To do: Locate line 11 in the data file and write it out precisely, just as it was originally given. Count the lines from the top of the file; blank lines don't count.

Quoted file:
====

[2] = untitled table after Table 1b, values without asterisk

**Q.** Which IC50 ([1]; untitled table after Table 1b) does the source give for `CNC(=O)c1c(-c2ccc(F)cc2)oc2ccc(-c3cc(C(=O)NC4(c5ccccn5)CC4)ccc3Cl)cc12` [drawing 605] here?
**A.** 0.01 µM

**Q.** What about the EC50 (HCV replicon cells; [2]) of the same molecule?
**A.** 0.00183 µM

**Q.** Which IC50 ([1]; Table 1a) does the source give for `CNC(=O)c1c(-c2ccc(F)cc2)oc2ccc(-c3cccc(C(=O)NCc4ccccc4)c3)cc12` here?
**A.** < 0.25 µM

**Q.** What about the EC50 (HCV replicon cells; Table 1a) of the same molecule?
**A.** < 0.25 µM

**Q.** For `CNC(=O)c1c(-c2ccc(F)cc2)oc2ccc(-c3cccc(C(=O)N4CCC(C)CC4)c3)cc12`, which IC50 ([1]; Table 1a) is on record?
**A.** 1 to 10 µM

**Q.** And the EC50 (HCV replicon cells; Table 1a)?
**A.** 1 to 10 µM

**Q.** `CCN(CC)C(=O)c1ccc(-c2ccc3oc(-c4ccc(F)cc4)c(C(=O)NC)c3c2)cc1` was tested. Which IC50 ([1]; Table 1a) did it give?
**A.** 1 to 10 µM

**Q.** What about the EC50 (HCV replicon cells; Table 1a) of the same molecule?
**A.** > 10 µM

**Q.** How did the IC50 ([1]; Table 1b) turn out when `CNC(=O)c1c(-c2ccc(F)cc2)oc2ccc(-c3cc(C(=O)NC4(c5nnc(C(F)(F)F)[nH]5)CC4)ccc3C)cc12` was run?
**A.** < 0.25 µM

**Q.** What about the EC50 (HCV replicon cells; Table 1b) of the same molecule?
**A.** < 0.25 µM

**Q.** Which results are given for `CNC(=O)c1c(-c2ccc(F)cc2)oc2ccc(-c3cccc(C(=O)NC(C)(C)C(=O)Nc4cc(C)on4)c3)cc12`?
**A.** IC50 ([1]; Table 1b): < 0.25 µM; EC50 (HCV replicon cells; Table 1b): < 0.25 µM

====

**A.** 1 to 10 µM